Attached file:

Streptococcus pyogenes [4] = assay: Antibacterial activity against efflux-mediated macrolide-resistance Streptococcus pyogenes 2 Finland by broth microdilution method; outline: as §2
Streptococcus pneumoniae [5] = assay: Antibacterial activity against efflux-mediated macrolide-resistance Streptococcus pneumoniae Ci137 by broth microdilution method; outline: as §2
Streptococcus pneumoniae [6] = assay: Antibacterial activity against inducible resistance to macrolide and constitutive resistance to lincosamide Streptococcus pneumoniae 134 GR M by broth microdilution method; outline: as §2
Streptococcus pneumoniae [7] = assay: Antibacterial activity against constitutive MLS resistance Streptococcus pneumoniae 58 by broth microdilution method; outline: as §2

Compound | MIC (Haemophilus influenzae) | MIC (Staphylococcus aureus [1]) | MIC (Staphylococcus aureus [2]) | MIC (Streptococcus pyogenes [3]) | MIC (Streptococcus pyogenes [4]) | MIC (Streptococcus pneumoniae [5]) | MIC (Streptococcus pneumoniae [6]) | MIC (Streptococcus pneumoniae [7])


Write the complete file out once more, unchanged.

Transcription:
Streptococcus pyogenes [4] = assay: Antibacterial activity against efflux-mediated macrolide-resistance Streptococcus pyogenes 2 Finland by broth microdilution method; outline: as §2
Streptococcus pneumoniae [5] = assay: Antibacterial activity against efflux-mediated macrolide-resistance Streptococcus pneumoniae Ci137 by broth microdilution method; outline: as §2
Streptococcus pneumoniae [6] = assay: Antibacterial activity against inducible resistance to macrolide and constitutive resistance to lincosamide Streptococcus pneumoniae 134 GR M by broth microdilution method; outline: as §2
Streptococcus pneumoniae [7] = assay: Antibacterial activity against constitutive MLS resistance Streptococcus pneumoniae 58 by broth microdilution method; outline: as §2

Compound | MIC (Haemophilus influenzae) | MIC (Staphylococcus aureus [1]) | MIC (Staphylococcus aureus [2]) | MIC (Streptococcus pyogenes [3]) | MIC (Streptococcus pyogenes [4]) | MIC (Streptococcus pneumoniae [5]) | MIC (Streptococcus pneumoniae [6]) | MIC (Streptococcus pneumoniae [7])